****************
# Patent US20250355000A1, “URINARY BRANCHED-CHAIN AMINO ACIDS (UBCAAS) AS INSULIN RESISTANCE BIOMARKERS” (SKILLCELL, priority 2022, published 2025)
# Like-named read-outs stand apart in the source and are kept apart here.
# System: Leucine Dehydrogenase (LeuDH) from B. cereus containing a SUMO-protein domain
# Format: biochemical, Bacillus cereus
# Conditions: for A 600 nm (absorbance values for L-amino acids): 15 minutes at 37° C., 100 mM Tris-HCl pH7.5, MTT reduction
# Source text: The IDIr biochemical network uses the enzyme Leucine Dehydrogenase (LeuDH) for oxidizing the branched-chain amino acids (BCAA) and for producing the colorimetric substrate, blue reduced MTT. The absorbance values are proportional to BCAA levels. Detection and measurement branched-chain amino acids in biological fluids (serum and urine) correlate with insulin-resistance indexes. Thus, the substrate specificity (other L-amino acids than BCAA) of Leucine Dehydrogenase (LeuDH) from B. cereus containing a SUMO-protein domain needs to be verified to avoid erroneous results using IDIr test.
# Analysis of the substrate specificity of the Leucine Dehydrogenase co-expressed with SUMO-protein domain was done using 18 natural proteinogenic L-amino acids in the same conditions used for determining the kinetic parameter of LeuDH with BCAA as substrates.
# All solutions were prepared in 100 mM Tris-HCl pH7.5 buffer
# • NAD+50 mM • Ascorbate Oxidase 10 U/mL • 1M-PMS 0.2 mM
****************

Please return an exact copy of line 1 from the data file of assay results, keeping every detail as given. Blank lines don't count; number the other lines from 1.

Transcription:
# Patent US20250355000A1, “URINARY BRANCHED-CHAIN AMINO ACIDS (UBCAAS) AS INSULIN RESISTANCE BIOMARKERS” (SKILLCELL, priority 2022, published 2025)